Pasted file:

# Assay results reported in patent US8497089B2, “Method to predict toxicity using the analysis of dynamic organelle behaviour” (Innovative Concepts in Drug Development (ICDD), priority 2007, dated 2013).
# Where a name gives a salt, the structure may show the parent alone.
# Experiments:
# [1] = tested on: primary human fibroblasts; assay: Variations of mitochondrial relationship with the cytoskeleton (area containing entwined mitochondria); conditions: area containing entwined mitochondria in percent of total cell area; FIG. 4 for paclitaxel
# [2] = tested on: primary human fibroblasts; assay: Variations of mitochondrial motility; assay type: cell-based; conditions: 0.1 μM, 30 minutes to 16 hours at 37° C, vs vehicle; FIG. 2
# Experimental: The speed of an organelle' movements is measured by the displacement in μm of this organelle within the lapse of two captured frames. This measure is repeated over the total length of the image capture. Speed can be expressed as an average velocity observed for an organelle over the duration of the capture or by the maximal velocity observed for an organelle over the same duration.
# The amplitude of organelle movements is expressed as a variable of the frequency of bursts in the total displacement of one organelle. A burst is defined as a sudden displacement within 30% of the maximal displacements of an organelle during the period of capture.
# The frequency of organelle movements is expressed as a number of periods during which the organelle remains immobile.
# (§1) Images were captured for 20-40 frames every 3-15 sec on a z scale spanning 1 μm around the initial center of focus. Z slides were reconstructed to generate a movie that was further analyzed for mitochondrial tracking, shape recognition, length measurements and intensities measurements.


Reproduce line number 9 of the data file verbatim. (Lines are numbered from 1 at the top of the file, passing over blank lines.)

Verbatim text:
# (§1) Images were captured for 20-40 frames every 3-15 sec on a z scale spanning 1 μm around the initial center of focus. Z slides were reconstructed to generate a movie that was further analyzed for mitochondrial tracking, shape recognition, length measurements and intensities measurements.